Disturbing photos of the toxic graveyards where your old gadgets go to die

Ever wonder what happens to your phone once you’ve traded it in or dropped it off at a recycling center?

In 2014 the world produced more than 40 million metric tons of discarded electronic goods, or e-waste. Many items end up in landfills where young men work in hazardous conditions to sort, recycle, and dispose of our formerly beloved gadgets.

Photographer Valentino Bellini documented the world’s largest e-waste hubs in his series called The BIT ROT Project, which you can read more here.

Every few months, consumers hit the streets with the latest, fastest, smartest, and slickest gadgets in their pockets. But what happens when those shiny new toys go out of style? Some end up in 'e-waste' dumps like this one, in Qingyuan, China.

In 2014, the world generated 41.8 million metric tons of e-waste, or electronic goods discarded by their owners without intent to reuse. It is believed that less than one-sixth of the e-waste was properly recycled.

Lahore, Pakistan

Source: United Nations University

In some countries, legislation requires major corporations to collect, recycle, and dispose of e-waste in an environmentally responsible way. But these processes can be expensive.

Lahore, Pakistan

Many companies opt to cheaply (and illegally) export their e-waste to developing countries with less stringent laws, where 'modern slaves' deal with the abandoned goods. Dumps form, contaminating the earth with toxic substances such as lead, mercury, arsenic, and flame retardants.

Agbogbloshie, Accra, Ghana

In Agbogbloshie, Ghana -- a former wetland turned toxic graveyard of computers, smartphones, and wires -- young men make a living of about $2.50 a day, sorting through the rubbish with their bare hands. Each piece has a value derived from the materials it was built with.

Agbogbloshie, Accra, Ghana

Heaps of e-waste are set on fire or doused with chemical solvents, in order to burn off the rubber and plastic so workers can harvest the valuable materials inside. Televisions and PCs are cracked open with rocks and tools for their copper, which may pay for food.

Agbogbloshie, Accra, Ghana

The living conditions in the e-waste hubs are vicious. Workers in Agbogbloshie, Ghana, make shelters out of scraps and waste inside the parameters of the landfills.

Agbogbloshie, Accra, Ghana

Health concerns are dire. Breathing in toxic fumes day after day, many workers reportedly die of cancer and other illnesses by the time they're 20 years old.

Agbogbloshie, Accra, Ghana

Source: The Guardian

In Guiyu, China, some 80,000 of 130,000 residents work in the dumps, according to a 2012 local government estimate. Metal contamination has turned the air and water toxic, and many locals suffer substantial digestive, neurological, respiratory, and bone problems.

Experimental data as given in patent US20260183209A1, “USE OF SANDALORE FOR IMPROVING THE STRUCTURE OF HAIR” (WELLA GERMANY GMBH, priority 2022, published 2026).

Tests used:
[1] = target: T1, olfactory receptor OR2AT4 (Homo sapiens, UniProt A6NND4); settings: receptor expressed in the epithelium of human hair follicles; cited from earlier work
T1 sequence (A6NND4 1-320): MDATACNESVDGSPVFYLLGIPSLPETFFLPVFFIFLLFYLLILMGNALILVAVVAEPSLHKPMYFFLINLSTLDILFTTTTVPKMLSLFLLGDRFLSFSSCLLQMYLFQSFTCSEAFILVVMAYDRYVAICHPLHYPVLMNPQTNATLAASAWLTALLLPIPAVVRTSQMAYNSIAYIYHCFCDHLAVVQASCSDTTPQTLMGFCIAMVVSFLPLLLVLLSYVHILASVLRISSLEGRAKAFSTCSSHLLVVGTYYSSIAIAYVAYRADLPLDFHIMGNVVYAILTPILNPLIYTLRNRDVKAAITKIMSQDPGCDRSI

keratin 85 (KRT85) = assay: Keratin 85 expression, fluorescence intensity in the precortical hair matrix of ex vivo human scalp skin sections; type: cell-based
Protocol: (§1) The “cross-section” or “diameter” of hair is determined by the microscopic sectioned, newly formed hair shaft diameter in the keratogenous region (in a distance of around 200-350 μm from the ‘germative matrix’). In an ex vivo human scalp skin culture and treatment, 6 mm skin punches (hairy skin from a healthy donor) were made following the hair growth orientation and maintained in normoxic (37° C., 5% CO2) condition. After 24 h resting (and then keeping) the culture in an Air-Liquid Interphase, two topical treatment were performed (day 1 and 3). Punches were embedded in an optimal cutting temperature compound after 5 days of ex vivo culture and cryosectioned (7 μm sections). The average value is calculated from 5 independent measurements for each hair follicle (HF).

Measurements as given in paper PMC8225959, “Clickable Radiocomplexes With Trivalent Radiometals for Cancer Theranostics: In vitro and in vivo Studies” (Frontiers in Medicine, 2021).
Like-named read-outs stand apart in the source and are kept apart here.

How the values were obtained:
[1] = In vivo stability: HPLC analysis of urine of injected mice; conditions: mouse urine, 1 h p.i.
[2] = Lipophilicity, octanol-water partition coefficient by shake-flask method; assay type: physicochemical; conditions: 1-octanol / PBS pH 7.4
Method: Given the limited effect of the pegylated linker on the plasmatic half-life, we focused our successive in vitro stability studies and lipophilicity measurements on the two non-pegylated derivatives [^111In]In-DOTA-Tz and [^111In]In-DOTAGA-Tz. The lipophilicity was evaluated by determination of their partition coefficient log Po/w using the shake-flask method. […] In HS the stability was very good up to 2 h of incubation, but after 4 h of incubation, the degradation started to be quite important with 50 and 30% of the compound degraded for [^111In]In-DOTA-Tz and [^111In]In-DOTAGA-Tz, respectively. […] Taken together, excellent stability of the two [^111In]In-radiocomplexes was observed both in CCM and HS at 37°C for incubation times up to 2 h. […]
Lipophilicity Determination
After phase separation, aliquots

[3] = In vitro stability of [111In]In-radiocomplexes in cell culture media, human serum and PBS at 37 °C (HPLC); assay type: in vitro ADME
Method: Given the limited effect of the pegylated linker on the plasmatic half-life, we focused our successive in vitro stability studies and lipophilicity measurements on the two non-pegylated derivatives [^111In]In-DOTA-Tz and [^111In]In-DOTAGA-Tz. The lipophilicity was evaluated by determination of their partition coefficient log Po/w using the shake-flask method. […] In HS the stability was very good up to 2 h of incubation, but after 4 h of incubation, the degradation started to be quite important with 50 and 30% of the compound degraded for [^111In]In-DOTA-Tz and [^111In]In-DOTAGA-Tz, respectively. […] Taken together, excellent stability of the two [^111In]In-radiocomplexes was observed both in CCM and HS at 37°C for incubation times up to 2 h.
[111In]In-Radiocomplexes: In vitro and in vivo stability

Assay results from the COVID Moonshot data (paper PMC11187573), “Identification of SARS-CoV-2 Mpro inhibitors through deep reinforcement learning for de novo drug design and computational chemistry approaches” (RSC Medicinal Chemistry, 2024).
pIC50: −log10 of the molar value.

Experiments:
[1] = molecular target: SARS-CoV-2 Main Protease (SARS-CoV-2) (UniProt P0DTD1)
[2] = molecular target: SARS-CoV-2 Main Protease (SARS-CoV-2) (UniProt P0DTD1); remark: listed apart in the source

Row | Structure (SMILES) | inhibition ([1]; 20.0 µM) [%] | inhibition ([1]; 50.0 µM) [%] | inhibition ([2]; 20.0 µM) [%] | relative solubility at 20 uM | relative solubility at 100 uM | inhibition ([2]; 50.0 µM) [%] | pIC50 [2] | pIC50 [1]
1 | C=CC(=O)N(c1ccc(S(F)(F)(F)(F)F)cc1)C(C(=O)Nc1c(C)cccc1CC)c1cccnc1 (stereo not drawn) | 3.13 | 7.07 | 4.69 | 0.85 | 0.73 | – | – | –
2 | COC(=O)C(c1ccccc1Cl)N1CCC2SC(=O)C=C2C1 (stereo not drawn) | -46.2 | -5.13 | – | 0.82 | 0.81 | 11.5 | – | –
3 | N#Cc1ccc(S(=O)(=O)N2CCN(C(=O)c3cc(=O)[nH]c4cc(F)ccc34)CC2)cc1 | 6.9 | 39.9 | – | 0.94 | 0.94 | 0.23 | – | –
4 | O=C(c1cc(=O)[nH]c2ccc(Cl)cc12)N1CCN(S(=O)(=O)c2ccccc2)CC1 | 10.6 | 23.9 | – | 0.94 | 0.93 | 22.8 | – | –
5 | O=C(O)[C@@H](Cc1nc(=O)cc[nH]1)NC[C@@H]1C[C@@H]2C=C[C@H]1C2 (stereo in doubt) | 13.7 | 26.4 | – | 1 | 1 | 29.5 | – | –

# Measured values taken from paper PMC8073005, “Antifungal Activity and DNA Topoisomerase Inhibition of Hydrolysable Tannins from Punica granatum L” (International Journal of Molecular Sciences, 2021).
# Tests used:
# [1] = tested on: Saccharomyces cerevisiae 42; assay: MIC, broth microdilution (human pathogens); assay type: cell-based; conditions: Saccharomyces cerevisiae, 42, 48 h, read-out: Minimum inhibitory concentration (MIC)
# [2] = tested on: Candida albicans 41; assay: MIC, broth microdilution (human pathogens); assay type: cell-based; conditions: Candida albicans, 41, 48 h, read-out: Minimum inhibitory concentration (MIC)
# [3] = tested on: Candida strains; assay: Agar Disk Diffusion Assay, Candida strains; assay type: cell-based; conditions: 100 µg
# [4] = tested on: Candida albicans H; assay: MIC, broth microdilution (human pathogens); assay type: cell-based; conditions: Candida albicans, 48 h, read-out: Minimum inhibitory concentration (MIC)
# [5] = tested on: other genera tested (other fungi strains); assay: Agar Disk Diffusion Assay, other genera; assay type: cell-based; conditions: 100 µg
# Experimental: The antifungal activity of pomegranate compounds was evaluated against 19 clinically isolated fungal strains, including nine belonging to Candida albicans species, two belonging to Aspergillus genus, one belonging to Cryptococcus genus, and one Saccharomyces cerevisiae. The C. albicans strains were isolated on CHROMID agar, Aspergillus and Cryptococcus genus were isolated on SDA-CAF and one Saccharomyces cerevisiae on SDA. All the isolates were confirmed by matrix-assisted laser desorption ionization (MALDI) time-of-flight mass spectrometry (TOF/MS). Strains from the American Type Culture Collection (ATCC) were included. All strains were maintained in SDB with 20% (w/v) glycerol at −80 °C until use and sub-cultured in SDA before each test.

Guiyu, China

Source: AFP

The e-waste hubs vary in size and work force. This Qingyuan, China-based company has been extracting metals from e-waste for more than 10 years.

Qingyuan, China

In the same region, a family-run operation focuses on stripping refrigeration systems and high-voltage electricity cables. Workers are paid according to the weight of recycled materials they handled in a day.

Qingyuan, China

In Old Seelampur, New Delhi, India, a worker boils transformers and inductors in a metal pot in his home. Sometimes the work is carried out in the yard.

Old Seelampur, New Delhi, India

Bellini believes most major IT corporations are culprits in the world's e-waste crisis. It begins with their suspected intentional planned obsolescence of the products.

Old Seelampur, New Delhi, India

'(They) are guilty from the moment they design their products to last less and less, for obvious commercial reasons,' Bellini says ...

Lahore, Pakistan

'They are guilty because they use materials and highly toxic substances in their products, despite (the fact that) today's technology allows for substitution with less hazardous or even harmless materials.'

Kancheepuram District, Tamilnadu, India

'And they are guilty when, at the end of the life-cycle of the product, they do not take charge of its disposal,' Bellini says.

Lahore, Pakistan

Researchers expect the volume of e-waste to increase 21% to 50 million metric tons in 2018. There's no solution in sight.

New Territories, Hong Kong

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